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‘Health care sucks in this province’: Hundreds wait for opportunity to see a doctor in Kingston, Ontario. |


Hundreds of people queued in the cold and rain outside a Kingston health clinic for hours Wednesday morning, desperate to find a doctor.

It was the second day this week that a line stretched for blocks outside the CDK Family Medicine and Walk-In Clinic on Sutherland Drive after the clinic announced that she would accept new patients.

Prospective patients who completed an online re-registration form were invited to come to the clinic to register starting Monday.

After seeing a line that stretched three blocks Monday afternoon, Dylan Beltrami decided to wait for a better chance to get in.

People waited in line for hours starting Tuesday evening before the clinic opened at 10 a.m. Wednesday.

Paul Soucy/World News

The 19-year-old was among the first in line Wednesday morning after arriving at the clinic at 7:45 p.m. Tuesday and spending the night camping.

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“I’ve had to wait since September to see someone for medical issues,” said Beltrami, who has been without a doctor since last year.

“Getting a family doctor can definitely speed things up because even the hospital said without a family doctor I was looking at two years to get it looked at. »

A persistent shortage of doctors in Kingston has left tens of thousands of people without a primary care provider.

The situation became even more dire when six doctors working in the city retired last May, adding more than 8,000 people to the waiting list.

Earlier this month, a post on CDK’s website indicated that four doctors at the clinic would begin accepting new patients in March.

After seeing an “overwhelming response” to its first “recruitment day” on Monday, a post on the CDK website Wednesday said the clinic would offer more recruiting opportunities over the next four months.

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The message also states that starting Wednesday, admission will be limited to the first 100 people in line at the door when the clinic opens.

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Jovi Watt said she wished the clinic had done a better job of letting those already in line know there would be a limit.

Watt, who joined the queue with her father at 3:30 a.m., would have been among the first 20 to enter, but was ultimately not counted because she had wandered off to use the restroom when staff handed out tickets for the first. 100 people in line just before the doors open at 10 a.m.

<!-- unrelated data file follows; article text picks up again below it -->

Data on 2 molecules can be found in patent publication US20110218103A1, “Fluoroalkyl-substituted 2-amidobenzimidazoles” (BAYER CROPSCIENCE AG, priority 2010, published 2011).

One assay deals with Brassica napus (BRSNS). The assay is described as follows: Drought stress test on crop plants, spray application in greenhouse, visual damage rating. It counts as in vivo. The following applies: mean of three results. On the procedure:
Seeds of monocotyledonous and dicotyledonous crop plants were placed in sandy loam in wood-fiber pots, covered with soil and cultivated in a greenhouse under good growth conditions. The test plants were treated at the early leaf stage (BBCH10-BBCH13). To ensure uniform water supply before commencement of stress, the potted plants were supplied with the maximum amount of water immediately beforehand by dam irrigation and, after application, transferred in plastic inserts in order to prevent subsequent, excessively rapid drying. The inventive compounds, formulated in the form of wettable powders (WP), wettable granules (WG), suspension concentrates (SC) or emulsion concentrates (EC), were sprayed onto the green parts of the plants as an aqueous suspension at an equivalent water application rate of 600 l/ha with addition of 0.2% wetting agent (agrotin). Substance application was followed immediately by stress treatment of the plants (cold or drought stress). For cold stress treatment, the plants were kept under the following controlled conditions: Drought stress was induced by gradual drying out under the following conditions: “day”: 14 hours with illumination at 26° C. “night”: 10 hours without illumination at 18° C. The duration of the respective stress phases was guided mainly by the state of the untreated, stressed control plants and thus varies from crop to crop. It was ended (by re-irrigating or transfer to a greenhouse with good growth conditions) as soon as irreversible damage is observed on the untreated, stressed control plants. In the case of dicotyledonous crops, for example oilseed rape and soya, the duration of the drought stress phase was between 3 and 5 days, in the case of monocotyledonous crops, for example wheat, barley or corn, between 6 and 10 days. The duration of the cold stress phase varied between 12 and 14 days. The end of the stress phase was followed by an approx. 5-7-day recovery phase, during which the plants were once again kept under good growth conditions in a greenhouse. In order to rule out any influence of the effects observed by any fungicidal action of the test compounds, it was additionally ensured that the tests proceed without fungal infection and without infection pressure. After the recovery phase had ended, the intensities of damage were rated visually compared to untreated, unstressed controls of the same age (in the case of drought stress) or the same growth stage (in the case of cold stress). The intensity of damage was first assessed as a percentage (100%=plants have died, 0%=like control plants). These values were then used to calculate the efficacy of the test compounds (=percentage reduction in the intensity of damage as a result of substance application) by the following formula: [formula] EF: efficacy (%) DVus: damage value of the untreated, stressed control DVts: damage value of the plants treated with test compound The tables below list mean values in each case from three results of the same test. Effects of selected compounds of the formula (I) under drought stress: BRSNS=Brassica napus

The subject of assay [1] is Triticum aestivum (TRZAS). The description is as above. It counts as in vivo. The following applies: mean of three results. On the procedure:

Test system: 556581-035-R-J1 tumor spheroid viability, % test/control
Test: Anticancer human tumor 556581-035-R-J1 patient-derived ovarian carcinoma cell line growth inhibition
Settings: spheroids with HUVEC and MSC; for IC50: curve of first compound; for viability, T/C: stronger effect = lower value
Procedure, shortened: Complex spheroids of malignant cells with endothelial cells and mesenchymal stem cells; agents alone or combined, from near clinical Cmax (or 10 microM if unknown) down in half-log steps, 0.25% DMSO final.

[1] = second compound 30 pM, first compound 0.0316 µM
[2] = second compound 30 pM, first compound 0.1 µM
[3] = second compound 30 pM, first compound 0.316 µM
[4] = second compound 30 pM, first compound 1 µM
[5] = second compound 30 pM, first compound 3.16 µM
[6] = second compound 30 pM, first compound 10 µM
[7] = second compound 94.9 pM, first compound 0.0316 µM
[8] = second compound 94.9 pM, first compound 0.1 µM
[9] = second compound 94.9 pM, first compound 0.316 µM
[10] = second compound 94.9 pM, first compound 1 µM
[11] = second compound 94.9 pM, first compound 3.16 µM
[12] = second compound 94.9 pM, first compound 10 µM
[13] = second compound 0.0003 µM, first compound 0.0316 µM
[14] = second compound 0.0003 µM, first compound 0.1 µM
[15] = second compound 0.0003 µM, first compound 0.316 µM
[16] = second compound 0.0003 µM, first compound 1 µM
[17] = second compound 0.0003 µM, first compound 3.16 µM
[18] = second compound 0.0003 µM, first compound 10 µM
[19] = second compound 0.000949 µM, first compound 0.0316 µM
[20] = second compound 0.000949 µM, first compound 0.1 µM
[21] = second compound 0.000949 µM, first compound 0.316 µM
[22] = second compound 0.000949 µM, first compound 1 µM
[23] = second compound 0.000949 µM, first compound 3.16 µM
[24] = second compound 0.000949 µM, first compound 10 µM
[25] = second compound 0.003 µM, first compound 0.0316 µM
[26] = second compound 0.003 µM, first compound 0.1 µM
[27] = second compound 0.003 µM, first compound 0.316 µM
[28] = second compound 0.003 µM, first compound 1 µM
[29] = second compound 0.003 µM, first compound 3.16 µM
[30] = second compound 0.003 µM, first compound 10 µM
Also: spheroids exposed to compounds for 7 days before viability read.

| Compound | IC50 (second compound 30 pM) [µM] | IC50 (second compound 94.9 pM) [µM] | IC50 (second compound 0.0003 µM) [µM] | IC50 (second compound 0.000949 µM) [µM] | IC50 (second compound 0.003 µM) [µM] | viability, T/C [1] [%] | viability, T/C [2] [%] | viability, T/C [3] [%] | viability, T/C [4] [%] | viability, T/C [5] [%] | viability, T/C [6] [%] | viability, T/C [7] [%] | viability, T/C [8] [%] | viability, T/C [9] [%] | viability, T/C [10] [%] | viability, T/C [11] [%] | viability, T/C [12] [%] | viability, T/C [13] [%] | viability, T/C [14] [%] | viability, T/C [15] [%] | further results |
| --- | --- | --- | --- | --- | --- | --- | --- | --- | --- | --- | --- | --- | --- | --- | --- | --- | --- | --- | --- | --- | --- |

“A lot of people had been here for four to six hours – that’s a long time to wait,” she said, telling Global News she decided to continue waiting in the hopes that staff would let her enter with his father, who had a ticket.

Watt says she’s been “lucky” not to have a doctor for about a year, but with chronic health issues that have required her to go to the emergency room, she hopes to be able to find a doctor soon.

“Health care in this province sucks”

Dave Mortimer, who says he has been looking for a doctor for more than two years, placed the blame squarely on the provincial government while waiting in line Monday.

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“When it gets to the point where we have to queue for health care and a doctor, the state of health care in this province is dismal,” he said.

Global News reached out to the provincial government for an on-camera interview about the queues, specifically asking if there was a better way for clinics like CDK to register new patients.

A spokesperson for Health Minister Sylvia Jones instead emailed a statement highlighting previous provincial health announcements.

“Under the leadership of Premier Ford, our government is taking action, building on our progress in adding more than 10,400 new doctors since 2018,” Hannah Jensen’s statement read in part.

Meanwhile, Robyn Bronskill says she will continue to receive emergency care if “something really bad” happens while she remains without a doctor.

Robyn Bronskill, 71, and her husband have been without a doctor since 2020.

Paul Soucy/World News

The 71-year-old arrived at CDK shortly before 10 a.m. Wednesday, but turned around when she discovered only the first 100 people would enter.

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She hoped to find a doctor for her and her husband, who has been diagnosed with cancer since the couple lost their doctor in 2020.

“My husband wasn’t feeling well a few years ago, he didn’t have a doctor and he postponed the operation,” she said as she returned home.

“He eventually got cancer, but (he) probably would have gone sooner.”

CDK staff told Global News they were too busy Wednesday to comment and instead directed a reporter to the clinic’s website.

They advised patients to check the website for the most up-to-date information, including the expected date of upcoming registration days.

–With files from Paul Soucy and Fawwaz Muhammad-Yusuf

Click to play video: “Could Your Doctor Ditch You to Go to a Walk-In Clinic?  »

Could your doctor abandon you to go to a walk-in clinic?

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